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Author Topic: How does the temperature of the focused light spot vary with the F number  (Read 7071 times)

Offline syhprum

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When I focus the light from the Sun onto my kindling with a lens to start a fire I find that the smaller the F number of the lens I use the better.
I take it that the temperature of the focused spot cannot exceed the 5820K surface temperature of the Sun but assuming I am focusing onto a black body how does the temperature vary with the F number and if I was making a thermal Solar power plant what F number optics should I use. 


 

Offline JP

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This is a rough guess, so someone who knows about solar concentrators might do better.

The power per unit area incident on your lens is going to be roughly equivalent to the power per unit area of the central peak of the diffraction spot (an Airy disk) that the lens produces.  The area of your lens is:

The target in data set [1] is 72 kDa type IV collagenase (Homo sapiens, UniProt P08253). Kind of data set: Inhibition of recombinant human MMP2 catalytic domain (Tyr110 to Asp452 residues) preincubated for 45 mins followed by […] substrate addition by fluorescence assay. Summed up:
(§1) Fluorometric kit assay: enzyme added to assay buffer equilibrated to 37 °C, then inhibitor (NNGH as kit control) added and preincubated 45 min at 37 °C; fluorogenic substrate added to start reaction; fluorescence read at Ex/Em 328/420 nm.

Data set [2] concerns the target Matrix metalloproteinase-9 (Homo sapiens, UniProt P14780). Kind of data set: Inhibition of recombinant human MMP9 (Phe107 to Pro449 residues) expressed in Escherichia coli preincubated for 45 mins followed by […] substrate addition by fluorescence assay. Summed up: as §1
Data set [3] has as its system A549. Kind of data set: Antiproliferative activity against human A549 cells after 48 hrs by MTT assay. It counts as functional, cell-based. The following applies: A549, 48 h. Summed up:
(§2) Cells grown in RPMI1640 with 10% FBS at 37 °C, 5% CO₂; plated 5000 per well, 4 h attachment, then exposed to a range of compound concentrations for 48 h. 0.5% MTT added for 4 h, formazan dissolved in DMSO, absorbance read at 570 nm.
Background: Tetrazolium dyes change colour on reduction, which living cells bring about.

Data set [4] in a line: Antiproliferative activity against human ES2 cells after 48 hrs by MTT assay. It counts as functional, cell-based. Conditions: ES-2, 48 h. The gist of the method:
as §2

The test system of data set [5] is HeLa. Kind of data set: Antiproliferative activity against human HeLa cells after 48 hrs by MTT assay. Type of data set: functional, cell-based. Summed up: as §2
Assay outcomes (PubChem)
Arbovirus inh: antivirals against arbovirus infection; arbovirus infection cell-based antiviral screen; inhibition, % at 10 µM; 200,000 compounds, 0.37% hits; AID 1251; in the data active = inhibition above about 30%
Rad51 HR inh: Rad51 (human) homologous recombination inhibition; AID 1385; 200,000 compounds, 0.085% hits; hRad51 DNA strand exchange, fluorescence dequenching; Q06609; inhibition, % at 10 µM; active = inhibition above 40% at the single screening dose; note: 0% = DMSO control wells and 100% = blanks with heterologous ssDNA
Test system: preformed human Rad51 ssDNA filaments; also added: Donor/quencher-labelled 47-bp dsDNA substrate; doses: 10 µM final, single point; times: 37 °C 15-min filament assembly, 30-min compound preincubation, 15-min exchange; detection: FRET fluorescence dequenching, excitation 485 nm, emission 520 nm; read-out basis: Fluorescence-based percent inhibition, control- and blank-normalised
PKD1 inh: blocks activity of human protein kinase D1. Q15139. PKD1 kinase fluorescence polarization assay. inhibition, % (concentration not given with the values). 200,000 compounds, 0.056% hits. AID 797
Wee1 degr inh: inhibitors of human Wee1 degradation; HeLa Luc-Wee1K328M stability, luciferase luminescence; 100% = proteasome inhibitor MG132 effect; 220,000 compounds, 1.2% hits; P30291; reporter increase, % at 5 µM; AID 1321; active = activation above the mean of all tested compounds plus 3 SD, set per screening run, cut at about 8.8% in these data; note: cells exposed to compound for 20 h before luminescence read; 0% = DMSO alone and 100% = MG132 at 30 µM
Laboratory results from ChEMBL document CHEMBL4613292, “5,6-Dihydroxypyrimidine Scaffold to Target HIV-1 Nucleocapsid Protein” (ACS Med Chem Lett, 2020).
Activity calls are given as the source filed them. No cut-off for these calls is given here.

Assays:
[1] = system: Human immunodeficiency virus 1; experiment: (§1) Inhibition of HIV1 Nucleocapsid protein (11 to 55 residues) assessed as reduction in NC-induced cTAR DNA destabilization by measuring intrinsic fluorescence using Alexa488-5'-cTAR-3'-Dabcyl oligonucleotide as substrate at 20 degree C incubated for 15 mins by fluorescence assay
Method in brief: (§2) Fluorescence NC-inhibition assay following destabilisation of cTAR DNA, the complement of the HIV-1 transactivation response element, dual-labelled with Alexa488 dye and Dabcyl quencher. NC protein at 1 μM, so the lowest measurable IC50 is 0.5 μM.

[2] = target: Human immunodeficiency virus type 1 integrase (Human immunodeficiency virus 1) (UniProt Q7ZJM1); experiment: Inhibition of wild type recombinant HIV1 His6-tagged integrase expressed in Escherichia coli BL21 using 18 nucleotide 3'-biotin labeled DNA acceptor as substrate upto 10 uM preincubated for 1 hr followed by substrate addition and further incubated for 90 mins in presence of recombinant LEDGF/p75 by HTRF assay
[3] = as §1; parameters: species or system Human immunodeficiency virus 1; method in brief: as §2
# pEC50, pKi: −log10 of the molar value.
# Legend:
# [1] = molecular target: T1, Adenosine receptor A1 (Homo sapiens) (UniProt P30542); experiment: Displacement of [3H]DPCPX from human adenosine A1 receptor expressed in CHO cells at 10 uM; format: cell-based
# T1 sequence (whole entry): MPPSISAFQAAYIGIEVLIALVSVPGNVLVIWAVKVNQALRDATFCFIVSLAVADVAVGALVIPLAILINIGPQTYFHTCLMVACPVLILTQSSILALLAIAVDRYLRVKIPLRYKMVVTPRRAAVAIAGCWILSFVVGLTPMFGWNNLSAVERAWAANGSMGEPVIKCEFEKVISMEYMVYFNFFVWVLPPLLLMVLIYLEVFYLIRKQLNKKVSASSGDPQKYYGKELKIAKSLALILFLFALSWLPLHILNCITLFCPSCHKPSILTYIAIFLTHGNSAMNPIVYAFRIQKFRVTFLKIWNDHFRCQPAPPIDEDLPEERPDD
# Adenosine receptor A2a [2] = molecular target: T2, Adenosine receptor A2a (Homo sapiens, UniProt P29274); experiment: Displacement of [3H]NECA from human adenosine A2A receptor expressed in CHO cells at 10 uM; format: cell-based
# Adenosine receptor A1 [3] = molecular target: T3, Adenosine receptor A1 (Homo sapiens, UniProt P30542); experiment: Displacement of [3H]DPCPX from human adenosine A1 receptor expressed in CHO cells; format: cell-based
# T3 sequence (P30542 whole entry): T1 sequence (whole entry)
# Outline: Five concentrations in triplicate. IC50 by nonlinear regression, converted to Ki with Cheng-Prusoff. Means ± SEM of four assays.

Alens=π(d/2)2,

where d is the lens diameter.  The area of the focused spot is roughly

Aspot=1.22λf/d,

where λ is the wavelength of the light.  Now if you know the incident power per unit area on the lens, call it plens, and you want to calculate the power per unit area, pspot at the focal spot, you get

1.22λf/d pspot=π(d/2)2 plens.

Therefore, roughly

pspot=(π/4.88λ) (d3/f) plens.

Now, if you know the power incident per unit area of a black body, you can use the Stefan-Boltzmann law to figure out its equilibrium temperature, since the power radiated per unit area of a black body is:

pbb=σT4,

where σ is Stefan's constant. Equating the power emitted by a black body and the power incident, you can solve for the equilibrium temperature:

T=[π/(4.88 σλ) (d3/f) plens]1/4.

So there's two factors at work: (1) the size of the focal spot, which is governed by the f-number and (2) the light-gathering power of the lens, which is governed by its diameter.  You're best off increasing the diameter and decreasing f, so that you get the smallest-size focal spot coupled with the largest diameter lens possible.